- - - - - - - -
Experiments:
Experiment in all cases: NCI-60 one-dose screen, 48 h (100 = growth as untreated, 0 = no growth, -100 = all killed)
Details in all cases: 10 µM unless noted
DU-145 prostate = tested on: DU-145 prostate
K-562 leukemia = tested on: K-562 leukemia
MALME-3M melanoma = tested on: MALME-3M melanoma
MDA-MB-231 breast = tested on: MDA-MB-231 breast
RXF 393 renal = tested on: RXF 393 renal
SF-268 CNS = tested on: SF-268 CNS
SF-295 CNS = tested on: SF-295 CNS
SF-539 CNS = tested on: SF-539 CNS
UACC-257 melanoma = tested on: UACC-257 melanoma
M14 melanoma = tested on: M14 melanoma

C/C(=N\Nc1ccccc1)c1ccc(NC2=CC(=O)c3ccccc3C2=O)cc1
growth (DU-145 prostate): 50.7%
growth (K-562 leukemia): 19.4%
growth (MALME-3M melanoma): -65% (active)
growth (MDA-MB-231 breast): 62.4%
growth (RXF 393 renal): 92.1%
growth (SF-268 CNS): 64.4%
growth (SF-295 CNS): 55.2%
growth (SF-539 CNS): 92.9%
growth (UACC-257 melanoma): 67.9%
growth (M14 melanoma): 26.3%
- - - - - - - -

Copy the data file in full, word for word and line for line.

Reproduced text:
Experiments:
Experiment in all cases: NCI-60 one-dose screen, 48 h (100 = growth as untreated, 0 = no growth, -100 = all killed)
Details in all cases: 10 µM unless noted
DU-145 prostate = tested on: DU-145 prostate
K-562 leukemia = tested on: K-562 leukemia
MALME-3M melanoma = tested on: MALME-3M melanoma
MDA-MB-231 breast = tested on: MDA-MB-231 breast
RXF 393 renal = tested on: RXF 393 renal
SF-268 CNS = tested on: SF-268 CNS
SF-295 CNS = tested on: SF-295 CNS
SF-539 CNS = tested on: SF-539 CNS
UACC-257 melanoma = tested on: UACC-257 melanoma
M14 melanoma = tested on: M14 melanoma

C/C(=N\Nc1ccccc1)c1ccc(NC2=CC(=O)c3ccccc3C2=O)cc1
growth (DU-145 prostate): 50.7%
growth (K-562 leukemia): 19.4%
growth (MALME-3M melanoma): -65% (active)
growth (MDA-MB-231 breast): 62.4%
growth (RXF 393 renal): 92.1%
growth (SF-268 CNS): 64.4%
growth (SF-295 CNS): 55.2%
growth (SF-539 CNS): 92.9%
growth (UACC-257 melanoma): 67.9%
growth (M14 melanoma): 26.3%